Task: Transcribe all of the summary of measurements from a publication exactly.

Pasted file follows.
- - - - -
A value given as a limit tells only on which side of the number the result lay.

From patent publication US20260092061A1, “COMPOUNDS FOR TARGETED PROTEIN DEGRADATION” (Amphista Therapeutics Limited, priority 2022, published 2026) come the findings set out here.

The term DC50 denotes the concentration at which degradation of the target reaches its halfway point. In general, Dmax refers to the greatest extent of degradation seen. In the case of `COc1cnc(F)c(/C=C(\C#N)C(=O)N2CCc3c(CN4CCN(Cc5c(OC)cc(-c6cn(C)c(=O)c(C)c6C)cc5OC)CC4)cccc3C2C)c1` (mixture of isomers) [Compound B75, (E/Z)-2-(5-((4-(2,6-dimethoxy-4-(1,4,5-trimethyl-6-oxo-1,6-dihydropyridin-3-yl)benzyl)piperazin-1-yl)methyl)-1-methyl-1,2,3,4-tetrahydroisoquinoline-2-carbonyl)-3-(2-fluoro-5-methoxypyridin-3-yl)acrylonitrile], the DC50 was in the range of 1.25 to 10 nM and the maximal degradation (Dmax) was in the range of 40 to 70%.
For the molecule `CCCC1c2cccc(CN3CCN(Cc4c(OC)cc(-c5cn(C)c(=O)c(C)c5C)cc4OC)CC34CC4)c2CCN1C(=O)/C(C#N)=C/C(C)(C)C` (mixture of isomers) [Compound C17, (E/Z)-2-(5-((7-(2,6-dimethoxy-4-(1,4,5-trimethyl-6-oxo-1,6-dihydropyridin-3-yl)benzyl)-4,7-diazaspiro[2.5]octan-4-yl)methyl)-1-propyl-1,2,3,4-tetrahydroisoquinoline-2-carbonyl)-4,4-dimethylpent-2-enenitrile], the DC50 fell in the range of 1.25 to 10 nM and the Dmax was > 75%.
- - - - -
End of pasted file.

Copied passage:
A value given as a limit tells only on which side of the number the result lay.

From patent publication US20260092061A1, “COMPOUNDS FOR TARGETED PROTEIN DEGRADATION” (Amphista Therapeutics Limited, priority 2022, published 2026) come the findings set out here.

The term DC50 denotes the concentration at which degradation of the target reaches its halfway point. In general, Dmax refers to the greatest extent of degradation seen. In the case of `COc1cnc(F)c(/C=C(\C#N)C(=O)N2CCc3c(CN4CCN(Cc5c(OC)cc(-c6cn(C)c(=O)c(C)c6C)cc5OC)CC4)cccc3C2C)c1` (mixture of isomers) [Compound B75, (E/Z)-2-(5-((4-(2,6-dimethoxy-4-(1,4,5-trimethyl-6-oxo-1,6-dihydropyridin-3-yl)benzyl)piperazin-1-yl)methyl)-1-methyl-1,2,3,4-tetrahydroisoquinoline-2-carbonyl)-3-(2-fluoro-5-methoxypyridin-3-yl)acrylonitrile], the DC50 was in the range of 1.25 to 10 nM and the maximal degradation (Dmax) was in the range of 40 to 70%.
For the molecule `CCCC1c2cccc(CN3CCN(Cc4c(OC)cc(-c5cn(C)c(=O)c(C)c5C)cc4OC)CC34CC4)c2CCN1C(=O)/C(C#N)=C/C(C)(C)C` (mixture of isomers) [Compound C17, (E/Z)-2-(5-((7-(2,6-dimethoxy-4-(1,4,5-trimethyl-6-oxo-1,6-dihydropyridin-3-yl)benzyl)-4,7-diazaspiro[2.5]octan-4-yl)methyl)-1-propyl-1,2,3,4-tetrahydroisoquinoline-2-carbonyl)-4,4-dimethylpent-2-enenitrile], the DC50 fell in the range of 1.25 to 10 nM and the Dmax was > 75%.